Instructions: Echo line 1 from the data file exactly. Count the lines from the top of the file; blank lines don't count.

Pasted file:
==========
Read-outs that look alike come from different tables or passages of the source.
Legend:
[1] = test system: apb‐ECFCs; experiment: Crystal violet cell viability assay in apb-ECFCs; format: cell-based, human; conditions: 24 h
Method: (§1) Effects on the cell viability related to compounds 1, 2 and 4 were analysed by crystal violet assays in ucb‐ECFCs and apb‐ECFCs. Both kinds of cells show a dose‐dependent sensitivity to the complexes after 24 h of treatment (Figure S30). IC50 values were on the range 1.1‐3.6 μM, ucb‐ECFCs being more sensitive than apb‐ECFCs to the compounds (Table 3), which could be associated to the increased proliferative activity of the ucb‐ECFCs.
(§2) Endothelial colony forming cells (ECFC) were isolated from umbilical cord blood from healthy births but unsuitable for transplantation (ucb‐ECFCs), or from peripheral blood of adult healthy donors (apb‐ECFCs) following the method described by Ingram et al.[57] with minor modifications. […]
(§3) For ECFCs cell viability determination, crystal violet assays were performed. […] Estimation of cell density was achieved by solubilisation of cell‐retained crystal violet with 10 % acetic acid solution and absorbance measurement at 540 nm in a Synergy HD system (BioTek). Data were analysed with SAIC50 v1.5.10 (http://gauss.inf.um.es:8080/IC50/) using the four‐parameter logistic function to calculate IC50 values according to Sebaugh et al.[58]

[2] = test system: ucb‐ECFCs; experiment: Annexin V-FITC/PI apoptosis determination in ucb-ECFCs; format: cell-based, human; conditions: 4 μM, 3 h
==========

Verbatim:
Read-outs that look alike come from different tables or passages of the source.